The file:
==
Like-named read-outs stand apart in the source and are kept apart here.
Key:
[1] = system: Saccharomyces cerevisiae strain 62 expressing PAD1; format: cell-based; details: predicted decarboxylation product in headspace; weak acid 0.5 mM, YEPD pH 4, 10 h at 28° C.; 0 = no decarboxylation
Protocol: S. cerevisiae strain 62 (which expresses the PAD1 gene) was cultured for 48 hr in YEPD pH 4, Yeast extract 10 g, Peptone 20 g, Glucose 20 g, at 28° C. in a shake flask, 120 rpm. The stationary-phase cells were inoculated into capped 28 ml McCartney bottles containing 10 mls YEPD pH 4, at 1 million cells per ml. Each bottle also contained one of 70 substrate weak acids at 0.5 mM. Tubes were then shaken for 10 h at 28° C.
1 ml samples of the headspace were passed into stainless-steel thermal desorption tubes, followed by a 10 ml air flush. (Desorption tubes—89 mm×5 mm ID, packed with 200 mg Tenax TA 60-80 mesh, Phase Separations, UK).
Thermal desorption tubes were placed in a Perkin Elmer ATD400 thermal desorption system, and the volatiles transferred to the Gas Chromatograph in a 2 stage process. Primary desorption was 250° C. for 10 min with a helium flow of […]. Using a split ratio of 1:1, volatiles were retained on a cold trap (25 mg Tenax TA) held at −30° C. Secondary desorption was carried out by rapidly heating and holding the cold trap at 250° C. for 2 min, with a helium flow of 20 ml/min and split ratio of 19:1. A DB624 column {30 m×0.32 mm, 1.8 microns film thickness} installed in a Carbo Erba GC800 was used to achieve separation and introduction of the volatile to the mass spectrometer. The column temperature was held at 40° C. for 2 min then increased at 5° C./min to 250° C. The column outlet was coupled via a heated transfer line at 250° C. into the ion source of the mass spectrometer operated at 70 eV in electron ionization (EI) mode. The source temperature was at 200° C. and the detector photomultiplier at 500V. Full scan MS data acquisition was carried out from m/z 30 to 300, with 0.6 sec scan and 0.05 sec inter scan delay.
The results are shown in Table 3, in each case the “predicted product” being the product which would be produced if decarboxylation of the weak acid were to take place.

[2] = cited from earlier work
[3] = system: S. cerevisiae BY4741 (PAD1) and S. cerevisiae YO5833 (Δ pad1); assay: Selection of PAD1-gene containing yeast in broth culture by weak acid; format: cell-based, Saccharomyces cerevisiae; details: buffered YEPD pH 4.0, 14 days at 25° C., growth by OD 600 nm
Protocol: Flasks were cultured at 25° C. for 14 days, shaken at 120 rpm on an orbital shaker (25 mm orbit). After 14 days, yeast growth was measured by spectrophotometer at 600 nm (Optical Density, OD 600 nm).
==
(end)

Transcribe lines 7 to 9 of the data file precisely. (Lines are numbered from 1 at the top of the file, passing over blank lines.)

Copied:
The results are shown in Table 3, in each case the “predicted product” being the product which would be produced if decarboxylation of the weak acid were to take place.

[2] = cited from earlier work
[3] = system: S. cerevisiae BY4741 (PAD1) and S. cerevisiae YO5833 (Δ pad1); assay: Selection of PAD1-gene containing yeast in broth culture by weak acid; format: cell-based, Saccharomyces cerevisiae; details: buffered YEPD pH 4.0, 14 days at 25° C., growth by OD 600 nm